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Old 07-17-13, 07:11 PM   #9
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How do you like the ride of those wheels? I used to run a set of HED3s on my calfee and they were just too stiff in combination with my frame. They were great (and fast) if the pavement was smooth but if you hit a bump in a fast corner the ride got pretty exciting. There was just no give. I was running 23's and 25's on mine and I know not all Calfees are identical. Since I race, they might have made mine a little stiffer than normal. I'm pretty sure it was the wheels that caused the handling problems because I don't have those issues with my Topolinos or Zipps.

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Old 07-18-13, 05:13 AM   #10
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How do you like the ride of those wheels? I used to run a set of HED3s on my calfee and they were just too stiff in combination with my frame. They were great (and fast) if the pavement was smooth but if you hit a bump in a fast corner the ride got pretty exciting. There was just no give. I was running 23's and 25's on mine and I know not all Calfees are identical. Since I race, they might have made mine a little stiffer than normal. I'm pretty sure it was the wheels that caused the handling problems because I don't have those issues with my Topolinos or Zipps.

i have used a front HED3 for close to 3,000 miles with no issues, hopefully adding the rear will not prove to be a problem. I will know more in a few days. We did a short 12 mile shakedown ride last night after it cooled off a bit, it seemed fine but we did not corner hard, this time of the year here in the Midwest that are putting light rock on the roads because of the heat. We are going to head out for a ride shortly.
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Old 07-18-13, 11:57 AM   #11
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How do you like the ride of those wheels? I used to run a set of HED3s on my calfee and they were just too stiff in combination with my frame. They were great (and fast) if the pavement was smooth but if you hit a bump in a fast corner the ride got pretty exciting. There was just no give. I was running 23's and 25's on mine and I know not all Calfees are identical. Since I race, they might have made mine a little stiffer than normal. I'm pretty sure it was the wheels that caused the handling problems because I don't have those issues with my Topolinos or Zipps.

We took a nice little 22 mile ride this morning, it was very hot and humid even at 7:00 in the morning, the bike handled fine, no problem. The ride is a little stiffer, I will lower the tire pressure a few pounds and see how that works.
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Old 07-18-13, 12:05 PM   #12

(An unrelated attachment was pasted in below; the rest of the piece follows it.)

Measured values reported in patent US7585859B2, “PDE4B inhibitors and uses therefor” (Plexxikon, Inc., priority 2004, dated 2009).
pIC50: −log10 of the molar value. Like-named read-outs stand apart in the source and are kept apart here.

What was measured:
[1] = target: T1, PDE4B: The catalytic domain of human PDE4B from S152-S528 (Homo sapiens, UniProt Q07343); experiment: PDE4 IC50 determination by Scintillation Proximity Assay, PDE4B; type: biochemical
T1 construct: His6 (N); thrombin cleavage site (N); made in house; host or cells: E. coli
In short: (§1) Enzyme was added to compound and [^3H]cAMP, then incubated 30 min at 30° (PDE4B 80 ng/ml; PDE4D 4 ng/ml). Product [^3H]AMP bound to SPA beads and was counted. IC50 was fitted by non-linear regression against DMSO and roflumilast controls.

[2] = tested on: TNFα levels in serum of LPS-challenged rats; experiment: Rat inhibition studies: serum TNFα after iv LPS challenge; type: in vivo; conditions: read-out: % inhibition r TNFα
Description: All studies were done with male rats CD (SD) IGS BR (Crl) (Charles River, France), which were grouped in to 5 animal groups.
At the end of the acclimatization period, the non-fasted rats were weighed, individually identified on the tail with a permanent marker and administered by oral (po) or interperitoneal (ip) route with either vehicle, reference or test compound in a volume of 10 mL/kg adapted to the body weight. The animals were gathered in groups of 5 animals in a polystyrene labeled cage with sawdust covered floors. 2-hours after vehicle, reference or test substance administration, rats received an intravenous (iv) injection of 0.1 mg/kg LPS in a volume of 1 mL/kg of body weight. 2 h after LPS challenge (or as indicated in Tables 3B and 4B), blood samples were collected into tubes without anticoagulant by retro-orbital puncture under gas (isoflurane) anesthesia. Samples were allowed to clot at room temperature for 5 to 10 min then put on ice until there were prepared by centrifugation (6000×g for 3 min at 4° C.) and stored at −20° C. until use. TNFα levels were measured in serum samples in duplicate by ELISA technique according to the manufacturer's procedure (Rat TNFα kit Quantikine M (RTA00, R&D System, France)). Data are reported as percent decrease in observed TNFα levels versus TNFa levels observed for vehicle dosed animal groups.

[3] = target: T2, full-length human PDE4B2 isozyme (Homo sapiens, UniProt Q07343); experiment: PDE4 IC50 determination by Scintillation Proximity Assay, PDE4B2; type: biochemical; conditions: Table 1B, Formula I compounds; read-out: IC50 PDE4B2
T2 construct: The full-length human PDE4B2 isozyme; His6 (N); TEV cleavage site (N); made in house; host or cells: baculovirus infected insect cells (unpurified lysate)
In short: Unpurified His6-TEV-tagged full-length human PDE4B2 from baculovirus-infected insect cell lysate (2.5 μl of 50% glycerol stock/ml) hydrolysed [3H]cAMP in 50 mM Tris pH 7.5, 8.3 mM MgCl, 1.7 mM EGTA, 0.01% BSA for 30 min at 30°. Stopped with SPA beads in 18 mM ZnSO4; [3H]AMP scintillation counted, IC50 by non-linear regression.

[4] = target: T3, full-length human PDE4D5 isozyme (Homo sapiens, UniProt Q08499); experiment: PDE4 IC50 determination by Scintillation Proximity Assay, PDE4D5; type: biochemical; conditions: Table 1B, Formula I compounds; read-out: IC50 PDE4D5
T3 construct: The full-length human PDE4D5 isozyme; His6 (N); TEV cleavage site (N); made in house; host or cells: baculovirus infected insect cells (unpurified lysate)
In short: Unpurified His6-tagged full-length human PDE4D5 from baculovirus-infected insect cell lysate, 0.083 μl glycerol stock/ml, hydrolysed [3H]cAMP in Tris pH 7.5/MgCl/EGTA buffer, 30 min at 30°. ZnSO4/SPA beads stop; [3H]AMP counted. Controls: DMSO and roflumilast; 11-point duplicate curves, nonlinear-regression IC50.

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Let us know how it goes. Just to clarify a little, the handling was really only an issue when going really fast, like over 40mph. I do a lot of fast descents (because of my well developed descending muscles) and it was a bit disconcerting to have the bike skipping over bumps in corners at 50-60 mph. If you're riding around the mid-west you're probably not seeing those speeds often. It'll just be a stiff ride. The bike looks awfully cool with those wheel on it though and they are fast.
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Old 07-18-13, 12:46 PM   #13
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In the past 2 years we have only gone over 40 1 time and that was in Tulsa. I do not see fast down hills at 50-60 MPH in our future. LOL!
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Old 07-18-13, 01:34 PM   #14
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We haven't had any problems with fast descents on Hed 3s. I do not like the front much in strong gusty winds though. Actually find a Zipp 808 easier to manage in the wind than the Hed3.
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Old 07-19-13, 08:18 AM   #15
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On our ride this morning i dropped the air pressure on the front from 117 to 110 and dropped the rear from 120 to 115. The bike rode and felt just like it did with the Spinergy wheels.
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Old 07-19-13, 10:25 AM   #16
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On our ride this morning i dropped the air pressure on the front from 117 to 110 and dropped the rear from 120 to 115. The bike rode and felt just like it did with the Spinergy wheels.
I am understanding correctly that the HED wheels at 100-115 felt the same as Spinergy wheels with tires inflated to about 120 psi?
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Old 07-19-13, 11:52 AM   #17
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I am understanding correctly that the HED wheels at 100-115 felt the same as Spinergy wheels with tires inflated to about 120 psi?
Wayne, I have had a HED3 on the front of our tandem for the last 3,000 + miles, at 120 it is a little harsh, at 117 it is firm but comfortable. On our ride Thursday the front tire was inflated to 117psi and the rear to 120psi. We could both tell that the ride was harsher than what we were experiencing with the HED3 on the front at 117 and the Spinergy on the rear at 120. So as an experiment I set the pressures at 110 and 115, the ride was comparable to the way it rode with the Spinergy rear, tomorrow I will go with 115 and 115 to see how that feels. BTW we rode the exact same route both days and will probably ride that same route tomorrow as those roads have not been chipped and oiled recently.